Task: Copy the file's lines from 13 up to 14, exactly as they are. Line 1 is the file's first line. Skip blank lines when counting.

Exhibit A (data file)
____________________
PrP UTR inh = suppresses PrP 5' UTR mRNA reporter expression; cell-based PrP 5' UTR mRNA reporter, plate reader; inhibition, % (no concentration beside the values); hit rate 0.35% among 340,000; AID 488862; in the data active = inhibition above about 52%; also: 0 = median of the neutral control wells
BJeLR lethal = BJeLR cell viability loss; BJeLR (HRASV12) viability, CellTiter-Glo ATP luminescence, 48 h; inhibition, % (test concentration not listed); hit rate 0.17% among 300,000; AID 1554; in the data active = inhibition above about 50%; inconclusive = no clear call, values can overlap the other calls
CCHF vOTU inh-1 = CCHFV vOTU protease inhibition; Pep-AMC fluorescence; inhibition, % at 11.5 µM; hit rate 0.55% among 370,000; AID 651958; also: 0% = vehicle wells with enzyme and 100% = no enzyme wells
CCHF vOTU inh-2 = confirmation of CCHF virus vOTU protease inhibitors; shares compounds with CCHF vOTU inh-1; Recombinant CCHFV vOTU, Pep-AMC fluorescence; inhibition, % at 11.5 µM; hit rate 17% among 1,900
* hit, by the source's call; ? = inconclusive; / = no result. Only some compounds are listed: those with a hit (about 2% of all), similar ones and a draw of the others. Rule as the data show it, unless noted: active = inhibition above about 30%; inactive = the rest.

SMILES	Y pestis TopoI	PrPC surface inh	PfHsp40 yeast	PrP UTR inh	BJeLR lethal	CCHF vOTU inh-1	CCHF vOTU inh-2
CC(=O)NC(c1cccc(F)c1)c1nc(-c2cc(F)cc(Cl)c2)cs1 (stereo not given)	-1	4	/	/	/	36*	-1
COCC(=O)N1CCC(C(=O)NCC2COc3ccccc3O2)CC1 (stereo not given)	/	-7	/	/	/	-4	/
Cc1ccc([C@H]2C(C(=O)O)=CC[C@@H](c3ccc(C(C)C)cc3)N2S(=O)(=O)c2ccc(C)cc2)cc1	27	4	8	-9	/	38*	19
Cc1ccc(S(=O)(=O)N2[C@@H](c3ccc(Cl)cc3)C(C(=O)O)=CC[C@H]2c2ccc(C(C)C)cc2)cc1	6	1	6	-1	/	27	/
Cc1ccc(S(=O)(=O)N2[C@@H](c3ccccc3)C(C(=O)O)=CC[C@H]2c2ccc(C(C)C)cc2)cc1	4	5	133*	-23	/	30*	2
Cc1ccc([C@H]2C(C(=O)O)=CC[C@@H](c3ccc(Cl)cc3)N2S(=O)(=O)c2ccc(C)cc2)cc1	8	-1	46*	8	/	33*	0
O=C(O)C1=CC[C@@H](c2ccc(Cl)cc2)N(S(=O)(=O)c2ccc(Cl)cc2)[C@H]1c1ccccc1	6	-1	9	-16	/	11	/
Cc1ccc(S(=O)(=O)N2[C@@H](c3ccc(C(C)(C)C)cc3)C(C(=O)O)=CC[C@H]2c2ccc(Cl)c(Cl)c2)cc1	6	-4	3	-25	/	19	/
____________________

O=C(O)C1=CC[C@@H](c2ccc(Cl)cc2)N(S(=O)(=O)c2ccc(Cl)cc2)[C@H]1c1ccccc1	6	-1	9	-16	/	11	/
Cc1ccc(S(=O)(=O)N2[C@@H](c3ccc(C(C)(C)C)cc3)C(C(=O)O)=CC[C@H]2c2ccc(Cl)c(Cl)c2)cc1	6	-4	3	-25	/	19	/